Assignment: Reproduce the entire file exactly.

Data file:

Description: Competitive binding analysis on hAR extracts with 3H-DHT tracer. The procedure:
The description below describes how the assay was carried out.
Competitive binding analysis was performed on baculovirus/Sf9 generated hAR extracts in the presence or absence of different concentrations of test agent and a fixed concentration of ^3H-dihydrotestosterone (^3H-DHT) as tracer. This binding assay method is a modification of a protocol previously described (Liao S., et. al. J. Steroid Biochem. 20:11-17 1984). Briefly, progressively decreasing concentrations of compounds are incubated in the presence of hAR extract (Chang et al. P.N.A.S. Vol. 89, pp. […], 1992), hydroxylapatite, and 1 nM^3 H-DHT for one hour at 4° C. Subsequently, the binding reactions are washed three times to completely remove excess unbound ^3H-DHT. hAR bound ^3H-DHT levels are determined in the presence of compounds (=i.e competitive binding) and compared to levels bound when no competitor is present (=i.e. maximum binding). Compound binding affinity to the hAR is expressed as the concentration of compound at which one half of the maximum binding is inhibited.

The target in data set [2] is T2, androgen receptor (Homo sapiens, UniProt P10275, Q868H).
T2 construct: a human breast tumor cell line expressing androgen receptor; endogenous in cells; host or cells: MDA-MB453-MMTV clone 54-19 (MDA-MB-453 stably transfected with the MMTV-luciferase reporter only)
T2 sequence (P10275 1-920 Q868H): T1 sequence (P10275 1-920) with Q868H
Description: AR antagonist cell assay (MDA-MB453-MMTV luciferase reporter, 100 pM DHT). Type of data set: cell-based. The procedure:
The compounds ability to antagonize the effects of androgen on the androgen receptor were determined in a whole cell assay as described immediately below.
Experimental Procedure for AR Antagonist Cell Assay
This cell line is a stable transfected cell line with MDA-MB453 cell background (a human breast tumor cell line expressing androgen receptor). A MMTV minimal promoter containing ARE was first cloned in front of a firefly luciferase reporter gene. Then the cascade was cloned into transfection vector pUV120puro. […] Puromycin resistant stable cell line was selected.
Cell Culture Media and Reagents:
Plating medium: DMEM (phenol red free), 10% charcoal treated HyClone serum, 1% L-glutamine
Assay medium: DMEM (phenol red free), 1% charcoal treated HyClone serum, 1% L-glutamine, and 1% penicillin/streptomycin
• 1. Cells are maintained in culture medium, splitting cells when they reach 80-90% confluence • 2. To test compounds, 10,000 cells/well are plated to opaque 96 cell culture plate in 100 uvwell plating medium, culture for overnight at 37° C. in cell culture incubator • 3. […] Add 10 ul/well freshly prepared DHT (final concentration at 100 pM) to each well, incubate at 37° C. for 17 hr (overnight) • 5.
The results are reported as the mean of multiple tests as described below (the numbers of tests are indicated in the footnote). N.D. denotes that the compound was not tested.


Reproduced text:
Description: Competitive binding analysis on hAR extracts with 3H-DHT tracer. The procedure:
The description below describes how the assay was carried out.
Competitive binding analysis was performed on baculovirus/Sf9 generated hAR extracts in the presence or absence of different concentrations of test agent and a fixed concentration of ^3H-dihydrotestosterone (^3H-DHT) as tracer. This binding assay method is a modification of a protocol previously described (Liao S., et. al. J. Steroid Biochem. 20:11-17 1984). Briefly, progressively decreasing concentrations of compounds are incubated in the presence of hAR extract (Chang et al. P.N.A.S. Vol. 89, pp. […], 1992), hydroxylapatite, and 1 nM^3 H-DHT for one hour at 4° C. Subsequently, the binding reactions are washed three times to completely remove excess unbound ^3H-DHT. hAR bound ^3H-DHT levels are determined in the presence of compounds (=i.e competitive binding) and compared to levels bound when no competitor is present (=i.e. maximum binding). Compound binding affinity to the hAR is expressed as the concentration of compound at which one half of the maximum binding is inhibited.

The target in data set [2] is T2, androgen receptor (Homo sapiens, UniProt P10275, Q868H).
T2 construct: a human breast tumor cell line expressing androgen receptor; endogenous in cells; host or cells: MDA-MB453-MMTV clone 54-19 (MDA-MB-453 stably transfected with the MMTV-luciferase reporter only)
T2 sequence (P10275 1-920 Q868H): T1 sequence (P10275 1-920) with Q868H
Description: AR antagonist cell assay (MDA-MB453-MMTV luciferase reporter, 100 pM DHT). Type of data set: cell-based. The procedure:
The compounds ability to antagonize the effects of androgen on the androgen receptor were determined in a whole cell assay as described immediately below.
Experimental Procedure for AR Antagonist Cell Assay
This cell line is a stable transfected cell line with MDA-MB453 cell background (a human breast tumor cell line expressing androgen receptor). A MMTV minimal promoter containing ARE was first cloned in front of a firefly luciferase reporter gene. Then the cascade was cloned into transfection vector pUV120puro. […] Puromycin resistant stable cell line was selected.
Cell Culture Media and Reagents:
Plating medium: DMEM (phenol red free), 10% charcoal treated HyClone serum, 1% L-glutamine
Assay medium: DMEM (phenol red free), 1% charcoal treated HyClone serum, 1% L-glutamine, and 1% penicillin/streptomycin
• 1. Cells are maintained in culture medium, splitting cells when they reach 80-90% confluence • 2. To test compounds, 10,000 cells/well are plated to opaque 96 cell culture plate in 100 uvwell plating medium, culture for overnight at 37° C. in cell culture incubator • 3. […] Add 10 ul/well freshly prepared DHT (final concentration at 100 pM) to each well, incubate at 37° C. for 17 hr (overnight) • 5.
The results are reported as the mean of multiple tests as described below (the numbers of tests are indicated in the footnote). N.D. denotes that the compound was not tested.